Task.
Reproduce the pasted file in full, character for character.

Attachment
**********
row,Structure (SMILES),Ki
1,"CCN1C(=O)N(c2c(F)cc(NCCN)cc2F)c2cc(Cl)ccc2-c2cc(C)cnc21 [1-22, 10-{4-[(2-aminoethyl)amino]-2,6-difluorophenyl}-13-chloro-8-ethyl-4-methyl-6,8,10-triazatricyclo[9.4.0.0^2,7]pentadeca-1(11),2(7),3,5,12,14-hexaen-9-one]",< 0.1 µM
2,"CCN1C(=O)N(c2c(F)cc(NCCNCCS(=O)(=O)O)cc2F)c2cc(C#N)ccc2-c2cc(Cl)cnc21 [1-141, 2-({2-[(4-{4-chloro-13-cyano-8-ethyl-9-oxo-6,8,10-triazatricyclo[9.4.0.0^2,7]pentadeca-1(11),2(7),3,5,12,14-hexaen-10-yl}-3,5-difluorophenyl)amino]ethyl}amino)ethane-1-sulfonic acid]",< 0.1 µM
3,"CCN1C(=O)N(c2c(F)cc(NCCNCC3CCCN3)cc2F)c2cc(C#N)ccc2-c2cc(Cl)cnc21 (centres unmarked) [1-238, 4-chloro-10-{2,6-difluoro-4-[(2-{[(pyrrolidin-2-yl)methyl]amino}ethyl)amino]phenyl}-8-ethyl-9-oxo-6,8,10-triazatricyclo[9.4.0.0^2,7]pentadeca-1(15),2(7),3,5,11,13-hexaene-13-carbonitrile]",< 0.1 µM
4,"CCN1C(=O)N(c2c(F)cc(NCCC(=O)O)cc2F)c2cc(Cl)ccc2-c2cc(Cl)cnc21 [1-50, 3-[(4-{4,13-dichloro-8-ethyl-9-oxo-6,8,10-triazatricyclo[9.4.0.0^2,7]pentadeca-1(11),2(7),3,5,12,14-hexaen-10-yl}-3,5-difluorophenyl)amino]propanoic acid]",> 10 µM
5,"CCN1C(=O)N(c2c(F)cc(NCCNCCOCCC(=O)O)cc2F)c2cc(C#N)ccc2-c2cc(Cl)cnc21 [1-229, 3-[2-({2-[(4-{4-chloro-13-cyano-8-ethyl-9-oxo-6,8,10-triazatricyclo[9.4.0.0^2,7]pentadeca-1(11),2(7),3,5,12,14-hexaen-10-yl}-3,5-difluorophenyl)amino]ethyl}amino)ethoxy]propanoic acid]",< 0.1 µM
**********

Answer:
row,Structure (SMILES),Ki
1,"CCN1C(=O)N(c2c(F)cc(NCCN)cc2F)c2cc(Cl)ccc2-c2cc(C)cnc21 [1-22, 10-{4-[(2-aminoethyl)amino]-2,6-difluorophenyl}-13-chloro-8-ethyl-4-methyl-6,8,10-triazatricyclo[9.4.0.0^2,7]pentadeca-1(11),2(7),3,5,12,14-hexaen-9-one]",< 0.1 µM
2,"CCN1C(=O)N(c2c(F)cc(NCCNCCS(=O)(=O)O)cc2F)c2cc(C#N)ccc2-c2cc(Cl)cnc21 [1-141, 2-({2-[(4-{4-chloro-13-cyano-8-ethyl-9-oxo-6,8,10-triazatricyclo[9.4.0.0^2,7]pentadeca-1(11),2(7),3,5,12,14-hexaen-10-yl}-3,5-difluorophenyl)amino]ethyl}amino)ethane-1-sulfonic acid]",< 0.1 µM
3,"CCN1C(=O)N(c2c(F)cc(NCCNCC3CCCN3)cc2F)c2cc(C#N)ccc2-c2cc(Cl)cnc21 (centres unmarked) [1-238, 4-chloro-10-{2,6-difluoro-4-[(2-{[(pyrrolidin-2-yl)methyl]amino}ethyl)amino]phenyl}-8-ethyl-9-oxo-6,8,10-triazatricyclo[9.4.0.0^2,7]pentadeca-1(15),2(7),3,5,11,13-hexaene-13-carbonitrile]",< 0.1 µM
4,"CCN1C(=O)N(c2c(F)cc(NCCC(=O)O)cc2F)c2cc(Cl)ccc2-c2cc(Cl)cnc21 [1-50, 3-[(4-{4,13-dichloro-8-ethyl-9-oxo-6,8,10-triazatricyclo[9.4.0.0^2,7]pentadeca-1(11),2(7),3,5,12,14-hexaen-10-yl}-3,5-difluorophenyl)amino]propanoic acid]",> 10 µM
5,"CCN1C(=O)N(c2c(F)cc(NCCNCCOCCC(=O)O)cc2F)c2cc(C#N)ccc2-c2cc(Cl)cnc21 [1-229, 3-[2-({2-[(4-{4-chloro-13-cyano-8-ethyl-9-oxo-6,8,10-triazatricyclo[9.4.0.0^2,7]pentadeca-1(11),2(7),3,5,12,14-hexaen-10-yl}-3,5-difluorophenyl)amino]ethyl}amino)ethoxy]propanoic acid]",< 0.1 µM